Sex education for young people: the generational challenge

Out of modesty or cultural and religious stereotypes, many adults, especially parents, are ashamed to talk about sexuality with their children. For many, the sex education of young people is an incitement to depravity. However, scientific studies, health professionals and human rights defenders believe, on the contrary, that quality comprehensive sex education helps keep young people on the right track without forgetting that it is a great contribution to public health. “Although I know that today’s children already know everything about sexuality through the Internet and social media, I can’t talk about sexuality with my children. I’m ashamed and scared to encourage them to leave “, says Massan Diarra, a mother of 5 children, including 3 teenagers. Her opinion is not shared by this other mother, a 1st cycle teacher for whom it is important to talk about sexuality with her children. A way for her to warn them against the risks and dangers associated with early and uncontrolled sexuality. Chiaka Traoré, a local civil administrator, says: “Out of modesty, my wife and I had never talked about sexuality with our children, who were also well educated. I am 6 and 4 have finished their studies, 2 married girls and one of my boys. Thank God I had no particular problem. If I changed my mind and started having sex with children, it was because of one of our adopted daughters, who, apparently very wisely, ended up getting pregnant when she was just 15 years old. From then on, I talk about sexuality with children because my wife and I often welcome nephews and nieces who come to Bamako for their schooling or training. ”

Boubacar Diarra, president of the Network of Young Ambassadors for Reproductive Health and Family Planning in Mali, believes that comprehensive sex education enables young people to make informed and responsible decisions about their sexuality. “This contributes to their well-being, their health and their good education,” says Ms. Kéïta Mama Sy, midwife and clinical manager of the AMPPF (Malian Association for the Protection and Promotion of the Family).

According to him, young girls brought by their parents for VET needs receive counseling during counseling sessions. Boubacar Diarra explains that comprehensive and quality sex education not only allows young people to get to know their bodies better, but also helps them make informed decisions.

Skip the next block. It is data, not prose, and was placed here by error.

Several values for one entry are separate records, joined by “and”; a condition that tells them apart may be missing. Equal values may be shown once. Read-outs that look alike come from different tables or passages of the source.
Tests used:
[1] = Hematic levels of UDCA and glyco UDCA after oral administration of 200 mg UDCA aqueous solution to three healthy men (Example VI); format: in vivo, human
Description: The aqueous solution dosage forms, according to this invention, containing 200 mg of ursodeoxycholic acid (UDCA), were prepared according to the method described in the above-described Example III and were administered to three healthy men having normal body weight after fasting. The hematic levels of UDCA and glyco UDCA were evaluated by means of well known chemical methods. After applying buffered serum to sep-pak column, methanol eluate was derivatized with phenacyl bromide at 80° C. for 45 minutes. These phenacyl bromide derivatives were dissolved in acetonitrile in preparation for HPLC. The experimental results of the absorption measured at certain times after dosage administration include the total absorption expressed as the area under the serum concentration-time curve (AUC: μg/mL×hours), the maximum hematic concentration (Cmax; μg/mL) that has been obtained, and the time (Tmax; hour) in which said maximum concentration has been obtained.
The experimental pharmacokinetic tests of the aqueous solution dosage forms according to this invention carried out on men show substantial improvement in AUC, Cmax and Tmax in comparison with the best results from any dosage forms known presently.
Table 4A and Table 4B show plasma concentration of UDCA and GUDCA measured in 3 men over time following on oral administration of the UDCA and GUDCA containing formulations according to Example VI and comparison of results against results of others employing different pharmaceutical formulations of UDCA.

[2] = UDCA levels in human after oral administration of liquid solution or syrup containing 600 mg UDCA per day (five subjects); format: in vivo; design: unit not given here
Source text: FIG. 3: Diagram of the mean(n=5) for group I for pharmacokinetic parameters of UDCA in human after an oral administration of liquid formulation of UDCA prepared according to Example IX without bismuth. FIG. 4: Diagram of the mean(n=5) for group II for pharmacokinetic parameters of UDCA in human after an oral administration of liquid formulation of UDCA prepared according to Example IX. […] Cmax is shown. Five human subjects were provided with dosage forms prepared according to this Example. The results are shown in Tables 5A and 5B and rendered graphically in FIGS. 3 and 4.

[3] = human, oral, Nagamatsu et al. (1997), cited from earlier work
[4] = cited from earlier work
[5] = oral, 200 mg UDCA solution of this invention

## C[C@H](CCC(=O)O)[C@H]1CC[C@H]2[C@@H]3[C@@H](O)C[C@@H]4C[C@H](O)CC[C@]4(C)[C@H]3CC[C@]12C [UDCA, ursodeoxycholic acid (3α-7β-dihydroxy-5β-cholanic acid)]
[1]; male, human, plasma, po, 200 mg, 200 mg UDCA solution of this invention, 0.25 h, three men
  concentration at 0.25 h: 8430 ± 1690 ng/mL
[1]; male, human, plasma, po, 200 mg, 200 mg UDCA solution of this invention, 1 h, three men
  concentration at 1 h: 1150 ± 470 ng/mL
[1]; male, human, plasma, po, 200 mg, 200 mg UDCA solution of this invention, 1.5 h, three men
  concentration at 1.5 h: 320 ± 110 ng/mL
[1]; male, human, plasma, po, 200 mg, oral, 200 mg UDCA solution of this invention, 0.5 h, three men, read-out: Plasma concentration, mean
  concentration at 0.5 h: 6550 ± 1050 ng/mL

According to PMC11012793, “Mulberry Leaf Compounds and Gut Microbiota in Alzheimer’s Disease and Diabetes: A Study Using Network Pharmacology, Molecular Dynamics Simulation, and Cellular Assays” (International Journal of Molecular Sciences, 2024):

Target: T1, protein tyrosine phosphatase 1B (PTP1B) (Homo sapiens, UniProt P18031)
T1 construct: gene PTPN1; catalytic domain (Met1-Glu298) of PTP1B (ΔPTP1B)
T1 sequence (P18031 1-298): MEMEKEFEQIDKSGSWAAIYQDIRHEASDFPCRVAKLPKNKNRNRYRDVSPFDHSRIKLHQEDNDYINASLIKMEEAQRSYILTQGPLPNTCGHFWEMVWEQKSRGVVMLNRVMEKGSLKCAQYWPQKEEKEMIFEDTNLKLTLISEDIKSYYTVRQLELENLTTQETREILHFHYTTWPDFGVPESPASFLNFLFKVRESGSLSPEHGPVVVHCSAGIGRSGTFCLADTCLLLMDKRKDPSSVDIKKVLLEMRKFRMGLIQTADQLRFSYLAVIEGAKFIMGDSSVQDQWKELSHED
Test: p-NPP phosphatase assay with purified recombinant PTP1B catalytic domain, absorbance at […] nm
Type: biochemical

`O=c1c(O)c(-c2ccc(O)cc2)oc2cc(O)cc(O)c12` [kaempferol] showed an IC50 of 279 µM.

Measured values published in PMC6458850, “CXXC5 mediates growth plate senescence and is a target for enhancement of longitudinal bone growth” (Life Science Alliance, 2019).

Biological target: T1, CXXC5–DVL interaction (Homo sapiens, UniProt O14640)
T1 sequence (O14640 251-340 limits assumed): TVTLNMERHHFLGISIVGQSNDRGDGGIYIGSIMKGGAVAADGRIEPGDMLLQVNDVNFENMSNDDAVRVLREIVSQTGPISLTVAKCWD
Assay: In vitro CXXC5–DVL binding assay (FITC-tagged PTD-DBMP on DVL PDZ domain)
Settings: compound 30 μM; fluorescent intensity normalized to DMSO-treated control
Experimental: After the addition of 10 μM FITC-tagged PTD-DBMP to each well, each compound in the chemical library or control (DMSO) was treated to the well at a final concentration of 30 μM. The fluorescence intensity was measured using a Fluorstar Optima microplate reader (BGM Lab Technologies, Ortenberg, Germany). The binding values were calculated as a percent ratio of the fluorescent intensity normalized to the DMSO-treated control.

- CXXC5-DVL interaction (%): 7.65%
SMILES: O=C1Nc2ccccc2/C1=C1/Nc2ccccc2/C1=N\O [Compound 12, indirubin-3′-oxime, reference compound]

Nevertheless, adults remain reluctant to address the issue of sexuality with adolescents. “Our big challenge remains the understanding and support of parents, religious leaders and traditional leaders. Because many people think we will teach children about depravity. We only teach them sexuality in the sense of being more responsible, avoiding pregnancy. unwilling to avoid marriage before the age of 18, ”said Boubacar Diarra, whose challenge is to bring religious leaders, traditional leaders and some parents closer to his vision.

“It’s about making them understand that talking about sex education for young people and teenagers doesn’t mean emphasizing a scourge that is slowly destroying young people, making customary leaders understand that beyond customs and traditions, health matters more than anything, “admits the president of the young FP ambassadors.

For Khalilou Cissé of the Islamic Development and Population Network (RIPOD), Islam does not prohibit sex education for adolescents and young people. According to him, it all depends on how the issue is addressed. “As in our culture and tradition, sex education is given to children, but it all depends on how the issue is addressed. It is done in Islam as in our traditions, but not necessarily in the same way, ”says Mr. Cissé.

For Gogo Dicko, a traditionalist and bridal consultant, sex education for young people is an old tradition in our society. Accordingly, he cites initiation ceremonies and other traditional habits that support youth sex education. According to him, this task often fell to grandmothers, aunts, uncles and caste men.

Like Khalilou Cissé of RIPOD, Gogo Dicko argues that the issue must be addressed in accordance with the values ​​and sociocultural convictions of our country so as not to create social dysfunctions.

Mali has undertaken SDSR commitments in its constitution and national, regional and international commitments. In addition, Mali is committed to achieving the 2030 agenda of the SDGs (Sustainable Development Goals), which commit states to appropriate the capture of the demographic dividend.

Khadydiatou SANOGO, This report is published with the support of JDH and FIT in collaboration with WILDAF-Mali and the OSC / FP Coalition

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